This article was first published by our friends at Much Better Adventures, who have agreed to its republication here. View the original article on their Grapevine blog.
You’ve seen them flocking together at every major tourist site: groups of travellers in bright Hawaiian shirts escorted by their tour guides, who lead them around like herds of cattle. Lumbering off buses, they brush sleep from their eyes for a 10- to 15-minute glimpse of whatever natural or manmade wonder they happen to see before them – a thunderous waterfall perhaps, or the crumbling pillars of an ancient civilisation. Then, still snapping photos with their brand-new cameras, they’re wrangled back on the bus.
One hopes that one day these folk will realise this is no way to see the world, watching the landscapes whirr by instead of savouring the journey. The typical big-hits packaged tour – characterised by buses speeding from one highlight attraction to the next – misses out on the unexpected pleasures of slower travel. Why not linger a little while to experience landscape from up close? What better way to get to know a place than to interact with the locals who live there? Group sightseeing by bus is a sleepwalker’s holiday. You need to get off the tourist coach for some real adventure.
Get Wet and Wild in Estonia
Known as the “land of the bogs,” Estonia reveals its natural splendour inside Soomaa National Park. Special footwear is required for “bog-shoeing” across this vast wet tract of land known for its abundant wildlife that includes numerous types of bird, wild boar and brown bear, all common residents of the peat bogs and flooded grasslands. The famous late-March ‘fifth season’ of floods is an ideal time for fully exploring the area’s damp landscapes and raging rivers, as well as the nearby Baltic Sea and the Estonia Islands just offshore. Spot seals, beavers, lynx and more on a sea kayaking or river canoeing adventure, with time spent both in Soomaa and in the Hiiumaa Islets Landscape Reserve.
Take off by Toboggan in Madeira, Portugal
Visitors to Portugal’s Madeira Island have long been enjoying the high-speed trip from the hilltop resort town of Monte to the island’s low-lying capital city of Funchal. This easy commute requires no gas-guzzling vehicles, however – just a 10-minute ride via an old-fashioned toboggan. Steered by two men in traditional straw hats who use their rubber-soled boots as breaks, the toboggan ride has been a means of local transport on the island since as far back as 1850. During the two-kilometre trip, speeds can reach up to 48 kilometres per hour.
Horse Around in Mongolia
Since as far back as the days of Genghis Khan, horses in Mongolia have had a unique influence over the country’s history and culture. Mongol riders once ruled much of Eurasia, and horses remain central to the traditions of Mongolia’s nomadic tribes. In fact, the country today is home to approximately 20 million steeds, while the number of Mongolians is barely 2.8 million. It’s little wonder why riding is still so popular throughout Mongolia, especially as the beauty of country’s vast steppes is best discovered on horseback. Departing from the capital city of Ulaanbaatar, a horseback adventure to the legendary White Lake lets visitors take in sights that include ancient Mongol Empire ruins, petrified forests and rolling sand dunes – all while sleeping under the stars in a traditional yurt-style Mongolian ‘ger’ camp.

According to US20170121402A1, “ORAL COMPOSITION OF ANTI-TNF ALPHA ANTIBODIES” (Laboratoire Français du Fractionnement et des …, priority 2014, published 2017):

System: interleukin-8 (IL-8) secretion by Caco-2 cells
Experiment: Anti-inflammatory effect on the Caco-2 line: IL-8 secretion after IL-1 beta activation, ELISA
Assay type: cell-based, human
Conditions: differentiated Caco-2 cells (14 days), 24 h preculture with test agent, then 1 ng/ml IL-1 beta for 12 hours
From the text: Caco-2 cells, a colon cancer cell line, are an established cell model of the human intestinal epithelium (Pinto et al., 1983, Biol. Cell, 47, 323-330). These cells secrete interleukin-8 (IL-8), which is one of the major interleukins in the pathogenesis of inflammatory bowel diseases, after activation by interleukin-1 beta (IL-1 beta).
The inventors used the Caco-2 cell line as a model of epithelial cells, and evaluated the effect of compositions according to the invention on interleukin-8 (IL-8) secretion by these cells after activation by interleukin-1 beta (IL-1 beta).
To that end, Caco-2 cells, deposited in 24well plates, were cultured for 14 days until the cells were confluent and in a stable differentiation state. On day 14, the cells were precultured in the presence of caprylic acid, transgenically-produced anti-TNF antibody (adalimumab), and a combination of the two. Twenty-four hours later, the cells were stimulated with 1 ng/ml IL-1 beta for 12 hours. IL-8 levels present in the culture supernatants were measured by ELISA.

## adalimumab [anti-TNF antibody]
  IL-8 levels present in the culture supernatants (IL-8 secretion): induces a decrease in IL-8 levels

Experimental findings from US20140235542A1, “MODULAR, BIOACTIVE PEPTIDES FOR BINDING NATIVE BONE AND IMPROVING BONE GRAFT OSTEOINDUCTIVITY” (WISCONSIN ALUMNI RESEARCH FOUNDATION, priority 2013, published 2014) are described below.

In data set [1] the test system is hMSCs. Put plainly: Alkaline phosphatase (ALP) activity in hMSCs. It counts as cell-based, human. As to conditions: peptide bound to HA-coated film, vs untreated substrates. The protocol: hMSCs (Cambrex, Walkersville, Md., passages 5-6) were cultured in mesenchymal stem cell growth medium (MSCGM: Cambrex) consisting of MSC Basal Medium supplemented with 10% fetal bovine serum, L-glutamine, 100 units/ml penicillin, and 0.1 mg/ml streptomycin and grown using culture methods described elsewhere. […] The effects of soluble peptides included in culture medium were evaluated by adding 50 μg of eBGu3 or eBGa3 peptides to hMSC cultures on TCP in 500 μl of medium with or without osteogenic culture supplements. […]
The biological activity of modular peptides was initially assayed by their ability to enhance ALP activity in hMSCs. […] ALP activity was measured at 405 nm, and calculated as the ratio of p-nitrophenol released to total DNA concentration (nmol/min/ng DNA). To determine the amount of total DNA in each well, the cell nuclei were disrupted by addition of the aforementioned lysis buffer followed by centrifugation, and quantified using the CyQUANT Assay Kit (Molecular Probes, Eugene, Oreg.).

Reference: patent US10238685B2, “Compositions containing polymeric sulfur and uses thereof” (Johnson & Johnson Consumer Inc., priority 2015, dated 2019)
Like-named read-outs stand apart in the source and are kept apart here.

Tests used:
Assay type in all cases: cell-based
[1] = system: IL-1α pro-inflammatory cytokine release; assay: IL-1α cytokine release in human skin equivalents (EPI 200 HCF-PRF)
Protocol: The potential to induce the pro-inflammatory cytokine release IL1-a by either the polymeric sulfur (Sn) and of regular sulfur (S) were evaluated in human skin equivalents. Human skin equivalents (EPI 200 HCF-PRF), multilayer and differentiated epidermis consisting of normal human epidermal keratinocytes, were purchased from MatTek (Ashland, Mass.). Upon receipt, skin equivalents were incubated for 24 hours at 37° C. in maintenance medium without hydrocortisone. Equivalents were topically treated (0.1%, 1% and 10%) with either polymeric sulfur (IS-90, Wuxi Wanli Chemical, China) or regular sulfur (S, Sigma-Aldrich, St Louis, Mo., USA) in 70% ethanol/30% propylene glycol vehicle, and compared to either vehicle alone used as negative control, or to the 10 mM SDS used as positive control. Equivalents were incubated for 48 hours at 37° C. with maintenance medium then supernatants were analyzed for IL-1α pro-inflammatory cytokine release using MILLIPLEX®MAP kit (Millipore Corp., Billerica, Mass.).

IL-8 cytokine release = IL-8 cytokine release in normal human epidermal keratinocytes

Cycle Away in South Africa
Two wheels are an ideal way to see the sights in the legendary Soweto district of Johannesburg, South Africa – the colourful and vibrant neighborhood which helped usher in the end of the turbulent era of Apartheid. On Urban Adventures’ Cycle Soweto tour, visitors explore the most famous landmarks and streets recalling the days of Apartheid. The seven- to eight-hour leisurely pedal passes Vilakazi Street, where Nelson Mandela once lived, and encounters many noteworthy sights from the historic 1976 student uprisings. Rounding out the trip is a pause for umqombothi (traditional grain-brewed beer) at a local shebeen (bar).
Sled Through Sweden – by Reindeer
In the far north of Swedish Lapland, one local travel operator had the ingenious insight to combine reindeer husbandry with community-based tourism. Based in the village of Jukkasjärvi (which is also home to the legendary IceHotel), Nutti Sámi Siida arranges first-rate ecotourism trips that showcase the environment and culture of the region’s indigenous Sámi people. On a reindeer sledding tour, riders learn how to handle their own reindeer while driving a sled through Sweden’s snow-covered tundra. Along the way, time is taken to taste traditional Sámi food, learn how to throw a lasso and become better acquainted with the four-footed companions. Why take the bus, when you can caravan above the Arctic Circle?